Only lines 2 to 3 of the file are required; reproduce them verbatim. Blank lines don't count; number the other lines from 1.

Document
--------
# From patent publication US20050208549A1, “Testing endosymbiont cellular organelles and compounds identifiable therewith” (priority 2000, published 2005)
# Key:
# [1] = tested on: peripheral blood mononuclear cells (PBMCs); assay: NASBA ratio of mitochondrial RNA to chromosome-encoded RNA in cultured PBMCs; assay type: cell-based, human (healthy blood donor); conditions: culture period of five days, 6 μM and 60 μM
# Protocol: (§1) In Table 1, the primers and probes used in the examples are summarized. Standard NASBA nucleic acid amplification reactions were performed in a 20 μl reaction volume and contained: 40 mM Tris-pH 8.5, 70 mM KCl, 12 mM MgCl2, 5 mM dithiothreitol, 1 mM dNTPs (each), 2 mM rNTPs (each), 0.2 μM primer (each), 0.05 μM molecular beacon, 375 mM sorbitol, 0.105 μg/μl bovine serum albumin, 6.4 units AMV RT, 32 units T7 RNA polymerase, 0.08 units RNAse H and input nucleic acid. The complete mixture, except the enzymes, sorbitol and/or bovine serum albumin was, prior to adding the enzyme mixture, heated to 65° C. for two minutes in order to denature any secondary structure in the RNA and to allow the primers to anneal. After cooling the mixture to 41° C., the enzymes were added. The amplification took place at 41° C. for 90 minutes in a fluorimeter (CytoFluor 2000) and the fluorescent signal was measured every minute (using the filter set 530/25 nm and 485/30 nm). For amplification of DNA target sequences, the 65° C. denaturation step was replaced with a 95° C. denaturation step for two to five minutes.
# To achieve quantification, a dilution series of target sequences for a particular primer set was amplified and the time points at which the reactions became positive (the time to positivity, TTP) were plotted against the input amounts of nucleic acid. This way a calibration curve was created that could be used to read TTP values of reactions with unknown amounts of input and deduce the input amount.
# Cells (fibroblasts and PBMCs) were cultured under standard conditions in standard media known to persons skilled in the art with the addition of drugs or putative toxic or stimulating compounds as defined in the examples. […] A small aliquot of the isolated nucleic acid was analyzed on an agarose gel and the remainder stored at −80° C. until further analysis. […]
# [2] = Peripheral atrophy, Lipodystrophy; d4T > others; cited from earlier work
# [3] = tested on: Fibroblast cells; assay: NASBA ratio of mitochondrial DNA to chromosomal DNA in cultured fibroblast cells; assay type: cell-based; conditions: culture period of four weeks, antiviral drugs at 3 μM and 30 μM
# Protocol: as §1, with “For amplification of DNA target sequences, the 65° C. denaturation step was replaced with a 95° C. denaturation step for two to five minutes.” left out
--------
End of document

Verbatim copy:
# Key:
# [1] = tested on: peripheral blood mononuclear cells (PBMCs); assay: NASBA ratio of mitochondrial RNA to chromosome-encoded RNA in cultured PBMCs; assay type: cell-based, human (healthy blood donor); conditions: culture period of five days, 6 μM and 60 μM